Joseph R. Holmes (ca. 1838–May 3, 1869), member of the Convention of 1867–1868, was born into slavery in Charlotte County and was the son of Peyton Holmes and Nancy Holmes. Little is known about his childhood, but he learned how to read and write and became a shoemaker. An 1857 estate inventory for John H. Marshall suggests that he owned Holmes and other enslaved persons. Later Holmes may have served as a butler to Marshall’s cousin Hunter Holmes Marshall before the Civil War and may have begun the study of law with him afterward. The circumstances of when and how Holmes gained his freedom are not recorded. On an unrecorded date he married Mary Clarke. They had three sons and one daughter. On May 29, 1868, Holmes purchased eleven and a half acres of land in Charlotte County.
After gaining his freedom, Holmes supported political reforms proposed by radical Republicans. In June 1867 he and Edward Nelson addressed a letter to the editor of the Daily Richmond Whig critical of moderate proposals by conservative white Republicans. At a public meeting in Charlotte County on July 20, Holmes was named one of several delegates to attend an upcoming Republican Party convention, which adopted a platform calling for equal legal and political rights and public schools when it met in Richmond on August 1. Two months later, county Republicans nominated Holmes for the flotorial seat representing Charlotte and Halifax counties in the constitutional convention that Congress required Virginia to hold in order to be readmitted to the United States. Incomplete, unofficial election returns indicate that on October 22, 1867, Holmes probably won majorities in both counties, defeating Wood Bouldin, who had served in theand was later a . Nelson won election to the seat representing Charlotte County, and , also African American, won election to one of the two seats representing Halifax County, a three-to-one victory for African Americans in the two black-majority counties.
The convention met in Richmond from December 3, 1867, to April 17, 1868. Holmes voted for the radical nominee for president,, who appointed him to the Committee on Taxation and Finance. On almost every issue Holmes voted for the most radical reform proposals offered during the convention, including with the majority to adopt the new constitution that contained numerous democratic reforms. General John M. Schofield, commander of the , described Holmes as “Colored. Shoemaker. Can read and write a little. Ignorant. Bad character. Radical.”
Holmes introduced a resolution that his committee look into whether tax revenue was “being used by the disloyal officials of the Commonwealth, to whose office is attached the collection of taxes, as an engine of vexation and oppression to many of the loyal people” of Virginia. He also proposed that the Committee on Privileges and Elections report whether any delegates were legally disfranchised as a result of their Civil War service and therefore ineligible to serve. Holmes also offered a resolution to have the Committee on Internal Improvements require the Board of Public Works to call a meeting of the stockholders of the Richmond and York River Railroad Company to meet and consider consolidation with the Richmond and Danville Railroad Company, alleging that some stockholders had been “misrepresented by their proxies” at a meeting early in 1867. All three resolutions failed of adoption.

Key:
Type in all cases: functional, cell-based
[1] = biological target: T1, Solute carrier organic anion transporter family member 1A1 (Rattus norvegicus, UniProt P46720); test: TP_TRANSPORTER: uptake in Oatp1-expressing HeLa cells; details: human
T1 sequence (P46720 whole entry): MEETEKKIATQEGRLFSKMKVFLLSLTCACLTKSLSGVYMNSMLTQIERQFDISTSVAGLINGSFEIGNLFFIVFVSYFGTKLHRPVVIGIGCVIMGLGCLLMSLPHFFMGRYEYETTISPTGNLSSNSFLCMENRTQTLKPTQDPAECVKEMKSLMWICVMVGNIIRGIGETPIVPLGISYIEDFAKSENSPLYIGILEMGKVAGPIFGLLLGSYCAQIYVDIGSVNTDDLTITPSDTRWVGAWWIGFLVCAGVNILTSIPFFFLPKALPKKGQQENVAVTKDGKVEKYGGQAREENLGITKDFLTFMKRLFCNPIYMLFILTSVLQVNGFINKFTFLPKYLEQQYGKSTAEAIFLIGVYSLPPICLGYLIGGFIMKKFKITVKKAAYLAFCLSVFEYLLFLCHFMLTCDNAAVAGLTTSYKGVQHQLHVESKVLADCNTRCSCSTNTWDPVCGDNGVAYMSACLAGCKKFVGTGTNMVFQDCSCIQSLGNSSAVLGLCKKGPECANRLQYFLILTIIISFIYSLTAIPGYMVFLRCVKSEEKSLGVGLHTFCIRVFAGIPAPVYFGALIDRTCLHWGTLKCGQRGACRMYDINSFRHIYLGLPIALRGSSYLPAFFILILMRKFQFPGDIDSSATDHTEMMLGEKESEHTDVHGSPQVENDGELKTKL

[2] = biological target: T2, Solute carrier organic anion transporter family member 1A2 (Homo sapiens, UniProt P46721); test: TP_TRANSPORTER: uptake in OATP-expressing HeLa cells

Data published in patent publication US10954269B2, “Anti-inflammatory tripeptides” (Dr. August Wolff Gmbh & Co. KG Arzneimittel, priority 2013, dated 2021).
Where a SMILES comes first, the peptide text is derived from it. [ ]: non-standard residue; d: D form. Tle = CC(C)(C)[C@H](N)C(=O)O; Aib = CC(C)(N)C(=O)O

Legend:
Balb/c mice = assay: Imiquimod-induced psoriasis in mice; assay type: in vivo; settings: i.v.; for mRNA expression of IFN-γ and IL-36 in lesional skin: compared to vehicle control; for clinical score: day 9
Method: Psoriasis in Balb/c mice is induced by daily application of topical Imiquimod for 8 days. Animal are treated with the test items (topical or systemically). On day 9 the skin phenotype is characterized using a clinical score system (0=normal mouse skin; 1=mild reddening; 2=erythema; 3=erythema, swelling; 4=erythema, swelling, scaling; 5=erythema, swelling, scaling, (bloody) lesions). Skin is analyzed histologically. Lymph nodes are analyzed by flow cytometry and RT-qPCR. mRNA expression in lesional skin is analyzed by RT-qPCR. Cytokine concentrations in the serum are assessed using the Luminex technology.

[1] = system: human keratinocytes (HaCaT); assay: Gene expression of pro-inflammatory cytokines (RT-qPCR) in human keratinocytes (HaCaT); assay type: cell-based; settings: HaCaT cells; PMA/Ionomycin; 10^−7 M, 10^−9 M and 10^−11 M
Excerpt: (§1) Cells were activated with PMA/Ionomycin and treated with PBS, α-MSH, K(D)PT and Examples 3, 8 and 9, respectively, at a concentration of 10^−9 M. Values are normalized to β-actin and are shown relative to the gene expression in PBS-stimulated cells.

Holmes and several other African American convention delegates were objects of unflattering racial stereotyping in the state’s white newspapers. An unfriendly Richmond journalist, treating him as a source of comic diversion, later wrote that in the convention Holmes was “prominent rather from the merriment he created on rising to speak than from any participation in the serious work of the body. He was good natured, polite, and a great favorite with the reporters, to whom he was specially courteous, and whose daily appearance he always greeted with a broad laugh.” A public disagreement Holmes had with Norfolk delegateabout possession of a law book one of them had borrowed from the library in the Capitol furnished opportunities for journalists to lampoon both men as ignorant and pretentious. James P. Cowardin, the son of an influential Richmond newspaper publisher, made fun of Holmes and Bayne in a lecture entitled “The Humors of Reconstruction.”
Holmes may have contemplated running for the House of Representatives or for a seat in the General Assembly in 1869. In March he was a delegate to the convention that nominated the Republican candidates for statewide offices. As a politically active African American, Holmes faced opposition from white residents in the county and attracted the ire of John Marshall, son of Hunter Holmes Marshall. On May 3, 1869, Marshall and other armed white men reportedly attacked one African American man and threatened to kill Holmes. While Holmes sought an arrest warrant at the Charlotte County courthouse, he encountered Marshall and some companions. According to witnesses Marshall hit Holmes with his pistol before shooting him in the chest. Two more shots rang out from Marshall’s group, striking and killing Joseph R. Holmes. A coroner’s jury issued true bills of indictment against Marshall and two other men, though none involved in the deadly shooting was ever tried or convicted. Several Virginia newspapers published long accounts of the incident, though some portrayed Holmes as the aggressor. Papers in more than twenty other states and the District of Columbia excerpted or reprinted them, giving Holmes’s death an exceptionally wide notoriety among many reports of white-on-black violence during the years after the Civil War. Holmes was probably buried on his land in Charlotte County.